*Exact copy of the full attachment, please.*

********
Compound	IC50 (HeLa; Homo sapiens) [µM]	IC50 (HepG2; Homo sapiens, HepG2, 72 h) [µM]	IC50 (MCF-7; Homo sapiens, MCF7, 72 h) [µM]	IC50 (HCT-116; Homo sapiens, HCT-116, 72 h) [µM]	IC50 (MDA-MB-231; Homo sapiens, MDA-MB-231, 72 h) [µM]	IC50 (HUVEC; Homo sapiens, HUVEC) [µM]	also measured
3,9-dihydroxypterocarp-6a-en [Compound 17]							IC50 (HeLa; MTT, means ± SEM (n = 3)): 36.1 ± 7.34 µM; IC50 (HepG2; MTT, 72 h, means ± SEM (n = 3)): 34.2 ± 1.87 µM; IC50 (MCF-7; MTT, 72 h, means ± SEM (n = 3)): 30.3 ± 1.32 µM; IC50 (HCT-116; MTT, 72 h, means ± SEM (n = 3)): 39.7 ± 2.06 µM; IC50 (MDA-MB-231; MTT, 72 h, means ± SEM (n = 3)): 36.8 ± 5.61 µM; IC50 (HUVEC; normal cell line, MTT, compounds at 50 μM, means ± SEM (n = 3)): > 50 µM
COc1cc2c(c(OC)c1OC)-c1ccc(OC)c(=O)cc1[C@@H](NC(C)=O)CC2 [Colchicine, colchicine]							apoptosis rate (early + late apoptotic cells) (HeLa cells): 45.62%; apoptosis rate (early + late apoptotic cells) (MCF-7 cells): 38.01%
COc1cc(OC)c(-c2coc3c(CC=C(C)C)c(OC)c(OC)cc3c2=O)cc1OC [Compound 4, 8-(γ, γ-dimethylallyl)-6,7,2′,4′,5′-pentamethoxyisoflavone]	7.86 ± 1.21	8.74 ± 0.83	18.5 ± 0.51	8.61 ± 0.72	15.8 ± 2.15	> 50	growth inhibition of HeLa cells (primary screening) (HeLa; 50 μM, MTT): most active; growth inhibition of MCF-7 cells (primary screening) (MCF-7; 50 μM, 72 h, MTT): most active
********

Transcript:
Compound	IC50 (HeLa; Homo sapiens) [µM]	IC50 (HepG2; Homo sapiens, HepG2, 72 h) [µM]	IC50 (MCF-7; Homo sapiens, MCF7, 72 h) [µM]	IC50 (HCT-116; Homo sapiens, HCT-116, 72 h) [µM]	IC50 (MDA-MB-231; Homo sapiens, MDA-MB-231, 72 h) [µM]	IC50 (HUVEC; Homo sapiens, HUVEC) [µM]	also measured
3,9-dihydroxypterocarp-6a-en [Compound 17]							IC50 (HeLa; MTT, means ± SEM (n = 3)): 36.1 ± 7.34 µM; IC50 (HepG2; MTT, 72 h, means ± SEM (n = 3)): 34.2 ± 1.87 µM; IC50 (MCF-7; MTT, 72 h, means ± SEM (n = 3)): 30.3 ± 1.32 µM; IC50 (HCT-116; MTT, 72 h, means ± SEM (n = 3)): 39.7 ± 2.06 µM; IC50 (MDA-MB-231; MTT, 72 h, means ± SEM (n = 3)): 36.8 ± 5.61 µM; IC50 (HUVEC; normal cell line, MTT, compounds at 50 μM, means ± SEM (n = 3)): > 50 µM
COc1cc2c(c(OC)c1OC)-c1ccc(OC)c(=O)cc1[C@@H](NC(C)=O)CC2 [Colchicine, colchicine]							apoptosis rate (early + late apoptotic cells) (HeLa cells): 45.62%; apoptosis rate (early + late apoptotic cells) (MCF-7 cells): 38.01%
COc1cc(OC)c(-c2coc3c(CC=C(C)C)c(OC)c(OC)cc3c2=O)cc1OC [Compound 4, 8-(γ, γ-dimethylallyl)-6,7,2′,4′,5′-pentamethoxyisoflavone]	7.86 ± 1.21	8.74 ± 0.83	18.5 ± 0.51	8.61 ± 0.72	15.8 ± 2.15	> 50	growth inhibition of HeLa cells (primary screening) (HeLa; 50 μM, MTT): most active; growth inhibition of MCF-7 cells (primary screening) (MCF-7; 50 μM, 72 h, MTT): most active